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Are react apps slower to create?

jwstudent profile image jwstudent ・4 min read

So I was trying to make a super simple app with react and firebase, using typescript. Basically an app that lets you login to see some authorized content.
The application state for this POC was extremely simple:

{
    user: { id: string, name: string },
    isAppReady: boolean
}

Initially the backend was going to be written with .NET so I used their CRA (create-react-app) template, but later I switched to java. Anyway, like magic, I had an app that worked and even communicated with a backend. Yay! I noticed that there were a like a billion dependencies in this web project, but surely I wouldn't have to understand a billion libraries for this simple project and I could clean them up later.

clean up deps

Next, I added the firebase dependency to my web project and configured it with my backend instance and everything was still good.

Then, I created a LoginButton that let me login and added it to the nav menu. I figured out how to share objects via context providers and I was able to prompt for login. Woo!! I'll be done in no time.

Now, I have used JS for many, many years, but unfortunately, was late to the whole ES2015 fiasco while working at a large company for a few years (staring in 2014). But when I came back to the real world, I was hit with a rude awakening as to the state of front end development.

But you know, that was no biggie. Things change, and I got back up to speed and started working on a SPA app for another company (I wasn't a NOOB to SPAs then, nor am I now). I didn't choose the framework there, but I used one whose reactivity model was based on browser events (with a manual hook available), so it was pretty simple to work with.

Later I migrated to vue and it was simple to work with. Now in deciding between using vue, angular, or react, I previously eliminated react because the last time I started creating a react app, I had to install like a billion dependencies just to do something simple, but now for personal growth I decided to give it a try again.

Ok back to the app. I don't want this to be a rant, but let me explain what happened next. I noticed that the user was null on startup because firebase.auth does not completely initialize on creation. So I needed to update my app's state when firebase became ready. And this is where everything fell apart.

First, I'm like "it's time to REALLY be a react dev". Cool. Since I needed state management, I needed to learn redux. This was expected. But then redux is not react-specific, so I needed to learn react-redux, ok..., which sent me to redux-toolkit. Then because I was dealing with asynchronous logic, I had to learn what a Thunk was and how redux-thunk works. So now I'm like... seriously, wtf. Now sure, maybe I could have abandoned this architecture and started using MobX or something, but I feel like react/redux is the standard for react. Maybe I'm wrong.

Ok, so I have to learn all of this and organize it in my mind so that it makes sense so that I can actually use the acquired information. And that's way too much complexity IMHO for such a simple task. After I use up my mental bandwidth learning how to update a user asynchronously, I fight with the type annotations because in my starter cra template (remember .NET), I guess the people at MSFT also did not fully understand the interaction between the libraries/frameworks (ie react / react-redux / redux-thunk). There was a bug in the code, however, instead of fixing the root issue, they simply removed type checking by asserting the component as any.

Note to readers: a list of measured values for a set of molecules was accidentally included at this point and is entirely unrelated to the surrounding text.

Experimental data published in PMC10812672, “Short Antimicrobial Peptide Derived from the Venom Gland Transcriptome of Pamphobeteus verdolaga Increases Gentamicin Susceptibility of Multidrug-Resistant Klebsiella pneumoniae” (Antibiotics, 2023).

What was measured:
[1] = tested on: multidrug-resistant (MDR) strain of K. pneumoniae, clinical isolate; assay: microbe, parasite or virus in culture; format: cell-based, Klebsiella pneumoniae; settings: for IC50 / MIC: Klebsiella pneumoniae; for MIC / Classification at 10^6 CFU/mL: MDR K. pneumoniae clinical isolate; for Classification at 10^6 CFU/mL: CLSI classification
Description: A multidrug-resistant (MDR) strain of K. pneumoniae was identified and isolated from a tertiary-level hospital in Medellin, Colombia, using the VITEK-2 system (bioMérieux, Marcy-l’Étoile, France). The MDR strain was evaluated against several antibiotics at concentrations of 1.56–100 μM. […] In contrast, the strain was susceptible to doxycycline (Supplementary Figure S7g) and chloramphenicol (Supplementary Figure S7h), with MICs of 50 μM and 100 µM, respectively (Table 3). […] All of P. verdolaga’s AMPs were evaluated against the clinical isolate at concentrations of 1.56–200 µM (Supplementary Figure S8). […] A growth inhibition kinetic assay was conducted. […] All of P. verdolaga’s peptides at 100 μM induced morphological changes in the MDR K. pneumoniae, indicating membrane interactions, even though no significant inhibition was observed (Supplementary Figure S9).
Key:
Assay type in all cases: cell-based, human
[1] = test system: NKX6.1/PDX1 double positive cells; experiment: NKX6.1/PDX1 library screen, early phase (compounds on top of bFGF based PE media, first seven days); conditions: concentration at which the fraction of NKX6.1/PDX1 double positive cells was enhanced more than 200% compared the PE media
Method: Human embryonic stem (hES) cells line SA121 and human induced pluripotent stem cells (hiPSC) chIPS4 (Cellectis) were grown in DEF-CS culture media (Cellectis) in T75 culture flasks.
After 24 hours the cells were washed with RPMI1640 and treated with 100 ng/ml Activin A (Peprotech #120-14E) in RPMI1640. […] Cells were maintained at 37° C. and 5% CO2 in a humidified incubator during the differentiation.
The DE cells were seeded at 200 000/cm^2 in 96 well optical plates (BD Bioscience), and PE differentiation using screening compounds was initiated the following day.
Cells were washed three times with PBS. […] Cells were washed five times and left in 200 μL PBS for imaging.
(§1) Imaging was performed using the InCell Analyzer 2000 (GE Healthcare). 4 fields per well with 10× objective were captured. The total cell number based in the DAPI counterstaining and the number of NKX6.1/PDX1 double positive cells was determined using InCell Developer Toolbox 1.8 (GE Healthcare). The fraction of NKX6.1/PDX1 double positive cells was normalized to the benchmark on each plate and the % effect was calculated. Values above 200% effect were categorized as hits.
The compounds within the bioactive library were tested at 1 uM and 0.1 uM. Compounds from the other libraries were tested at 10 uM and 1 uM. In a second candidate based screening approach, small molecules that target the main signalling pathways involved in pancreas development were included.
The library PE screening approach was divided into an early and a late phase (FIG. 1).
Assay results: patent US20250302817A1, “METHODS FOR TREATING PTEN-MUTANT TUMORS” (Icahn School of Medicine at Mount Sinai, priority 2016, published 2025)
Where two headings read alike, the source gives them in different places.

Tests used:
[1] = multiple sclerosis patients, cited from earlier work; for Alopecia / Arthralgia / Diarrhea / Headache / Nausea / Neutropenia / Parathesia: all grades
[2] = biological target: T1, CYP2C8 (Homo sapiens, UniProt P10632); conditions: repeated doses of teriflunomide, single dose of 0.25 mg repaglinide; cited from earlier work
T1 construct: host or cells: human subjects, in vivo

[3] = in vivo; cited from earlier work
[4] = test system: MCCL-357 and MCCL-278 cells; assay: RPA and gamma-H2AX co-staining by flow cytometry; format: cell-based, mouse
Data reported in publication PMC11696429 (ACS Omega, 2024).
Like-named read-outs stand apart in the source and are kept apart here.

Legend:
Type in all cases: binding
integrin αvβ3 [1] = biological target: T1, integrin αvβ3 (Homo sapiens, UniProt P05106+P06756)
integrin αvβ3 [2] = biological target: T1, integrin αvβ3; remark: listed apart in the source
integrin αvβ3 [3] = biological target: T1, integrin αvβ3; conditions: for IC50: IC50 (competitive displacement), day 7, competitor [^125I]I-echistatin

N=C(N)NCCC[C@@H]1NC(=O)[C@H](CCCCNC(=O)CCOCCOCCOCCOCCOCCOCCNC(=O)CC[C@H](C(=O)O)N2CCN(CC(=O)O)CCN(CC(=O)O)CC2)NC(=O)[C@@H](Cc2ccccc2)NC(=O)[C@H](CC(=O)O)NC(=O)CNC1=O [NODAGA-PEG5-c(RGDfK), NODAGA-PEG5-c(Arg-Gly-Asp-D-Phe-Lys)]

export default connect(
  (state: ApplicationState) => state.weatherForecasts, // Selects which state properties are merged into the component's props
  WeatherForecastsStore.actionCreators // Selects which action creators are merged into the component's props
)(FetchData as any);

Who knows why they worked around it that way, but there was definitely an error with their typings. I was confused as to why I was getting compilation errors when I tried to connect but figured out they were incorrectly typing their components.

I digress. So I correctly type my component, so that I can connect, so that I safely dispatch my action, so that I can update my state, so that the component refreshes. But now I am aware that I have to repeat this process for every new component that communicates with the store. Mainly update the component interface, create the actionCreators and reducer separately, then link them (with a switch/if/etc in the reducer), and manually connect the component to the store.

So that's not DRY and is unacceptable because I don't have to do that in other frameworks. For example all components can use the store with this one line in vue

Vue.use(Vuex);

This is not to promote vue, but to say I feel like the time to actually do something efficiently and correctly with react is way higher than with other frameworks that I've used and I feel like I've stepped back in time. Since I know I could write something to eliminate this duplication, I'm sure there's a better way. But again the problem is not that it can't be done, but that the time to do it efficiently and correctly is higher.

I haven't even started applying middleware to my routes and error handling, but if I have to include another 4 libraries just to add access control to my routes (before actually implementing access control), then I must say, its starting to look like react development is slow and tedious.

I'm curious as to what others think.

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jwstudent

@jwstudent

Software enthusiast

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